POWER UTILITY | Contributed Content, China
Andy Wickless

Direct-drive wind turbines: Can the Chinese keep their lead?


Chinese wind turbine manufacturers have experienced explosive growth in recent years. Sinovel, which installed its first wind turbine in 2006, was ranked as the world’s second largest wind turbine manufacturer in 2010 – ahead of companies like GE, Gamesa, and Siemens. In 2010, four of the top ten original equipment manufacturers (OEMs) were Chinese.

Most of the increase in market share of Chinese OEMs is due to the strong domestic market. Driven by aggressive government targets and domestic manufacturing policies, China increased its share of the global wind market from 22 percent in 2008 to 48 percent in 2010.

Through strategic acquisitions, some Chinese OEMs have quickly gained access to formidable R&D capabilities, particularly in the area of direct-drive technology. While two of the top three direct-drive turbine manufacturers in 2010 were Chinese, global power leaders like GE and Siemens are rapidly testing and deploying gearless turbines of their own.

Whether Chinese OEMs can maintain their position as leaders in the growing direct-drive segment will depend primarily on potential supply chain constraints for critical components and renewable energy targets set by the Chinese government.

Direct-drive segment shows strong growth
Since the infancy of the modern wind industry, geared wind turbines have been the industry’s standard design. Direct-drive turbines, however, are gaining market share.

According to The World Market Update 2010, published by BTM Consult–a part of Navigant, direct-drive turbines comprised approximately 12 percent of the world’s total number of turbines in 2008, on a megawatt basis. By 2010, the share had increased to approximately 18 percent. The World Market Update 2010 estimates that this percentage could continue to rise to 20-25 percent by 2016.

The main driver behind increased demand for direct-drive turbines is the risk of gearbox failure. Gearbox problems have been an ongoing and major issue for the wind industry. When a gearbox malfunctions, wind farm owners can incur hundreds of thousands of U.S. dollars in increased maintenance costs, crane rental costs, and lost power sales, depending on the warranty and insurance policies they have in place.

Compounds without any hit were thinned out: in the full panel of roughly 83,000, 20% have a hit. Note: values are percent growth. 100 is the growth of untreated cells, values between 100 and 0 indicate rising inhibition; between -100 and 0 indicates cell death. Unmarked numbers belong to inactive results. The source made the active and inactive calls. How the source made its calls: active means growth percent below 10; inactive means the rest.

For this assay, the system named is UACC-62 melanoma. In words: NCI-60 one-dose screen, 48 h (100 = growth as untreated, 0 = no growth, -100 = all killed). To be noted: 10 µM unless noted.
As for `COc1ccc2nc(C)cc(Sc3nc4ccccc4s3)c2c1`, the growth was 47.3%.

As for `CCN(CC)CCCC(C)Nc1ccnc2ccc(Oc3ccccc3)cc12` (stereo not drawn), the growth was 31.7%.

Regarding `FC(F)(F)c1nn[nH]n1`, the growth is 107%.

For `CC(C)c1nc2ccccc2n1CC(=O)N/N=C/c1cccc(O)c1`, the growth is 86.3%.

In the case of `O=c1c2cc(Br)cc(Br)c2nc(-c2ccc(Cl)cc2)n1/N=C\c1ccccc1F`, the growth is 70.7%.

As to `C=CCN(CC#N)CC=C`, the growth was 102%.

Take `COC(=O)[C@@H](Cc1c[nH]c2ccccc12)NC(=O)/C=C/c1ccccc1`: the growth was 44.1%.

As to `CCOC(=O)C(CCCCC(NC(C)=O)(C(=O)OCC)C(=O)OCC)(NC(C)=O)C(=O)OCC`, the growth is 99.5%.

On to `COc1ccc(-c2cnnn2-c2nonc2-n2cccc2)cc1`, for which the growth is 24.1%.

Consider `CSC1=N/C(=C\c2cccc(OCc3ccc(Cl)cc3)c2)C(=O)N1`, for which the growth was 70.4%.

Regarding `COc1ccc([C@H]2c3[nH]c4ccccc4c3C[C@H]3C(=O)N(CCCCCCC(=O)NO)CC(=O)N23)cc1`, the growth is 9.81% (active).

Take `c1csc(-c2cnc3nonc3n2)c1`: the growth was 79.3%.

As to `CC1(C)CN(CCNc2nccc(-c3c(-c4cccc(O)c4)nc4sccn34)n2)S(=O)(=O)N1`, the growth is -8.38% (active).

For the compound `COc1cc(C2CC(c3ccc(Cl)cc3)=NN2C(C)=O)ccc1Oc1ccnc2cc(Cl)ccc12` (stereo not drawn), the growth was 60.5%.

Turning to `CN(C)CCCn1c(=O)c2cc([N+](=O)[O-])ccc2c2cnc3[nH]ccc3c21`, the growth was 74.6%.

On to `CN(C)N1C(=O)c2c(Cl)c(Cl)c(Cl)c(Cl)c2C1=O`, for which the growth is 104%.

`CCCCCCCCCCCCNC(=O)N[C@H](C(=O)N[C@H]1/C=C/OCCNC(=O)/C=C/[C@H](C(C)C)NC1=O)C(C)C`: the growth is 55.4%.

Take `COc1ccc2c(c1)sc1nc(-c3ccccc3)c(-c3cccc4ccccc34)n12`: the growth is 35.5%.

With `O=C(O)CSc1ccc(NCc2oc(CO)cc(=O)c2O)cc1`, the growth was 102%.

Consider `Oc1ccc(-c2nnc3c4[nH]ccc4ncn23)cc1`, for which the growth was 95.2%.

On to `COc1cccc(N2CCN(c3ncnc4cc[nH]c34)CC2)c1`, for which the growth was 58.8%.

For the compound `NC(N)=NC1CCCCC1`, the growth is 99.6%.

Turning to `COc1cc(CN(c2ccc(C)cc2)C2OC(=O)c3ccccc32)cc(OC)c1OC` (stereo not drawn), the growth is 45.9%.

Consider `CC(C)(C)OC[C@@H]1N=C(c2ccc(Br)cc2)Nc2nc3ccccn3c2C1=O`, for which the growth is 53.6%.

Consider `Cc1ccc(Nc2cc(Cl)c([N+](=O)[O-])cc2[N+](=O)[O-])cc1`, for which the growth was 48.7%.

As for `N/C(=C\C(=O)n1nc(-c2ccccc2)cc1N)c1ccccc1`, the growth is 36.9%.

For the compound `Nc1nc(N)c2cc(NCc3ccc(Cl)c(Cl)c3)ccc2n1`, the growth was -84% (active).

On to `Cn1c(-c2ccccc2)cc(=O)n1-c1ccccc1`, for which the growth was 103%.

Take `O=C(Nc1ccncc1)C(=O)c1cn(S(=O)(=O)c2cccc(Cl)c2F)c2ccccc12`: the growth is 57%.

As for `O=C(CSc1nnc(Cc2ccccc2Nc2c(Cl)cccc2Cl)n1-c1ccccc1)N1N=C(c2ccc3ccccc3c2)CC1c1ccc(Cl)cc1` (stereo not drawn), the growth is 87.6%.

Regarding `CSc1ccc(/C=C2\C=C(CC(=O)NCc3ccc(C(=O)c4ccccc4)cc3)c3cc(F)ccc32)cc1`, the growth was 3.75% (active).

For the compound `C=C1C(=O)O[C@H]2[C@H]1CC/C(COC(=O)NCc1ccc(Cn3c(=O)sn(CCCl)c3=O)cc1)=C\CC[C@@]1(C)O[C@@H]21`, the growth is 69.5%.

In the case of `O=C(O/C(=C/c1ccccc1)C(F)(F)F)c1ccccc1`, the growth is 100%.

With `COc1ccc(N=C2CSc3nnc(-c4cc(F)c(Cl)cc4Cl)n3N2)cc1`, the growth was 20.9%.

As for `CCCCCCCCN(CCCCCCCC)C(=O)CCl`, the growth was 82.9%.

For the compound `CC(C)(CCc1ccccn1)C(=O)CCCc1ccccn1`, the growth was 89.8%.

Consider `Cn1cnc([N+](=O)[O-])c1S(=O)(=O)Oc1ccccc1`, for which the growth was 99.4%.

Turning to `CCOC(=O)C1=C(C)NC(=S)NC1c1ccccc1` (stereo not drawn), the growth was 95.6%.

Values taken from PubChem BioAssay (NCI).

Direct-drive turbines eliminate the need for a gearbox all together by directly connecting the rotor to the generator. This lack of gearbox failure is particularly attractive in offshore applications since accessing turbines offshore can be much more difficult given the more challenging marine weather and the need to secure appropriate vessels in a timely manner. Weather delays offshore can also significantly increase maintenance costs and lost power sales, relative to onshore costs.

With their simpler design and fewer components, direct-drive turbines may seem like a logical offshore choice, but they also have their drawbacks. Direct-drive turbines are largely unproven in the offshore environment on a commercial scale. Their operating history is significantly less than that of geared turbines.

As a result, financiers are wary of the perceived added technology risk. Another issue is the added cost of producing and installing direct-drive machines due to their larger dimensions and heavier top head mass. In offshore applications, larger vessels and cranes are needed, but have historically been in relatively short supply.

Chinese OEMs move out in front
Enercon, the long-time market leader in direct-drive turbines, lost its lead on an annual basis in 2010 to Chinese manufacturer Goldwind. Another Chinese OEM, XEMC Darwind, is now comfortably in third place. While Chinese OEMs comprised just 3 percent of the global market for direct-drive turbines in 2008, they accounted for more than 50 percent in 2010.

In 2004, Goldwind began licensing gearless turbine technology from Vensys, a German design company not involved in turbine manufacturing at the time. In 2008, Goldwind purchased 70 percent of Vensys, gaining greater control over the direction of R&D and easing constraints on access to intellectual property.

XEMC Windpower originally acquired direct-drive technology from Zephyros, and subsequently increased its gearless turbine capability in 2009 by acquiring Dutch direct-drive technology specialist Darwind, beating out offers from competitors such as Alstom and Hyundai.

The West challenges
Chinese OEMs are not alone in their pursuit of direct-drive technology. Global powerhouses GE and Siemens are also developing gearless turbines. Like Goldwind and XEMC Windpower, GE gained access to direct drive technology via acquisition—acquiring Norway-based Scanwind in 2009.

While Vestas and Siemens have dominated the offshore turbine market to date, GE, the world’s third largest turbine supplier in 2010, has been notably absent since developing the Arklow Bank project in Ireland in 2004. GE views the Scanwind acquisition, however, as its ticket to re-enter the offshore market.

While Siemens’ strong position in the offshore market has been based to date on geared turbines, the company has been strongly pursuing the development of direct drive turbines since 2008 when it installed its first 3.6 MW direct-drive prototype in Denmark.

While the Chinese OEMs have reason to worry about the progress made by GE and Siemens in direct-drive technology, they may not need to worry as much (for now) about Vestas, the world’s largest wind turbine supplier.

Although many OEMs are betting on direct-drive turbines being the preferred design in the offshore market, Vestas isn’t convinced. Vestas’ President of Technology R&D, Finn Strom Madsen, has stated, “We are able to design direct-drive solutions, but they are less attractive because they provide a poorer business case for our customers."[1] In designing its 7 MW offshore turbine, Vestas ran two parallel R&D tracks, one each for geared and gearless designs—with the proven gearbox technology winning out.